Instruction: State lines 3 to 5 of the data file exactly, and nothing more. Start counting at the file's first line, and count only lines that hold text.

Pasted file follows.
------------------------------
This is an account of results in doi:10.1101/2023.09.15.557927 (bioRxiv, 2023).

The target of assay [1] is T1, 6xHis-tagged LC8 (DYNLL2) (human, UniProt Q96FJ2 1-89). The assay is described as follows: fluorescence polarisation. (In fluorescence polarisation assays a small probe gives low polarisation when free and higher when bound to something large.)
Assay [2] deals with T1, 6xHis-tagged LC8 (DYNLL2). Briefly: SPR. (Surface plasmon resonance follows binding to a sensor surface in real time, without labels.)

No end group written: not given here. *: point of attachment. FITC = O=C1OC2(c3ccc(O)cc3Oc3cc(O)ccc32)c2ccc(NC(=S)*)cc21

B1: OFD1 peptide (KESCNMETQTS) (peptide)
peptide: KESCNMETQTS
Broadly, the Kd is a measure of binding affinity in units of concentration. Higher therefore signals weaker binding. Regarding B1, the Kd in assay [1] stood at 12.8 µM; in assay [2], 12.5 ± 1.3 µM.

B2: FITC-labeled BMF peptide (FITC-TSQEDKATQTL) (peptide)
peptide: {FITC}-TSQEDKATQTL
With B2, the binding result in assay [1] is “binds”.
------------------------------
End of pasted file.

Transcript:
Assay [2] deals with T1, 6xHis-tagged LC8 (DYNLL2). Briefly: SPR. (Surface plasmon resonance follows binding to a sensor surface in real time, without labels.)

No end group written: not given here. *: point of attachment. FITC = O=C1OC2(c3ccc(O)cc3Oc3cc(O)ccc32)c2ccc(NC(=S)*)cc21

B1: OFD1 peptide (KESCNMETQTS) (peptide)